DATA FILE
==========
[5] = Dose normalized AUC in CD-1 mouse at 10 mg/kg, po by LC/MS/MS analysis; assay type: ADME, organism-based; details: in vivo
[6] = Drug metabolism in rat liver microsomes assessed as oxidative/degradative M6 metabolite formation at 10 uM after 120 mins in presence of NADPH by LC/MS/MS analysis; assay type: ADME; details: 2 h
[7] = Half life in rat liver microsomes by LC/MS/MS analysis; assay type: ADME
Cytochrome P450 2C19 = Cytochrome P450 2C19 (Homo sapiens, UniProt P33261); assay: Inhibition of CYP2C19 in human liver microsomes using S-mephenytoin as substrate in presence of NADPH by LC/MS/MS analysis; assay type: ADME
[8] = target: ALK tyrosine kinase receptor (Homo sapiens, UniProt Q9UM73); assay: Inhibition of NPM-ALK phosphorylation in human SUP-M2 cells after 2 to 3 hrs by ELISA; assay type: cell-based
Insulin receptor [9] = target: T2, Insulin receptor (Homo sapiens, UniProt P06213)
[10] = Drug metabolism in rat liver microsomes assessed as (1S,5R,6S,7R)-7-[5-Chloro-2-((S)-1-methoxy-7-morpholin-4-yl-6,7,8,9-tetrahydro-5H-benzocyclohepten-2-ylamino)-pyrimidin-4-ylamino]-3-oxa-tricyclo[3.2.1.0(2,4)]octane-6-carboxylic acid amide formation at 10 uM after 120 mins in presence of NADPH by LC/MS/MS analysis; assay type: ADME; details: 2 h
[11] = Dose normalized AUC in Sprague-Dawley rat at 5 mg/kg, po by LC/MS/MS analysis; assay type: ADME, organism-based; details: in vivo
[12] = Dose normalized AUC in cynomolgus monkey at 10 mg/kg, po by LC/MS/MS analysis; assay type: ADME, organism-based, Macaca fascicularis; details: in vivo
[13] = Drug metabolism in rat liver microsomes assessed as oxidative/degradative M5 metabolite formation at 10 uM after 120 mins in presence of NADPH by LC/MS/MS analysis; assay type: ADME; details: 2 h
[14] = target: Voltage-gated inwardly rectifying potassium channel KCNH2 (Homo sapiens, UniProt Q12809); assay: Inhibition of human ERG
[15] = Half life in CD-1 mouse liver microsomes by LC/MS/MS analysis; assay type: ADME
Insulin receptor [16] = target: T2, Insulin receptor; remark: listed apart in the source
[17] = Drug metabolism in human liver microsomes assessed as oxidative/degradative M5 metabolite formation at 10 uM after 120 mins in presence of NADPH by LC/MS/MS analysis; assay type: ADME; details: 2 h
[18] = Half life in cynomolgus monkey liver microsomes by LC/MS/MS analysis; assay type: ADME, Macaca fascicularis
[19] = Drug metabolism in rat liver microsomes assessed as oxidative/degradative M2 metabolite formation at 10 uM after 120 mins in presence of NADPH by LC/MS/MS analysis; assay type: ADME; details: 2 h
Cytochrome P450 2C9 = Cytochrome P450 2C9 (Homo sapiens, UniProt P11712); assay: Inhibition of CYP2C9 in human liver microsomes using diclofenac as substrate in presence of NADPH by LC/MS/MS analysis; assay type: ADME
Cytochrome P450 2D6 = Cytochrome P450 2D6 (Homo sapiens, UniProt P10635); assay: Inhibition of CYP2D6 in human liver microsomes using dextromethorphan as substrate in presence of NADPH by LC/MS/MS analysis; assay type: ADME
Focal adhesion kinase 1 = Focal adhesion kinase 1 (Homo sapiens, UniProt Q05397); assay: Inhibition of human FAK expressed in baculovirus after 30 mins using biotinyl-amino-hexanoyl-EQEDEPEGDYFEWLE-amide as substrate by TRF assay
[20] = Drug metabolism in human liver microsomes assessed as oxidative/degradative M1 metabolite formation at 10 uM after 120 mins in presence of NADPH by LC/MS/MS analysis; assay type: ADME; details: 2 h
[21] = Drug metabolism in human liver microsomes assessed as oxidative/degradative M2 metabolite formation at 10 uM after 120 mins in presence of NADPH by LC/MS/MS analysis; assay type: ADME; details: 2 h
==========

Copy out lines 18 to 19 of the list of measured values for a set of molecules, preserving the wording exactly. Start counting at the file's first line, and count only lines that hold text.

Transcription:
Cytochrome P450 2D6 = Cytochrome P450 2D6 (Homo sapiens, UniProt P10635); assay: Inhibition of CYP2D6 in human liver microsomes using dextromethorphan as substrate in presence of NADPH by LC/MS/MS analysis; assay type: ADME
Focal adhesion kinase 1 = Focal adhesion kinase 1 (Homo sapiens, UniProt Q05397); assay: Inhibition of human FAK expressed in baculovirus after 30 mins using biotinyl-amino-hexanoyl-EQEDEPEGDYFEWLE-amide as substrate by TRF assay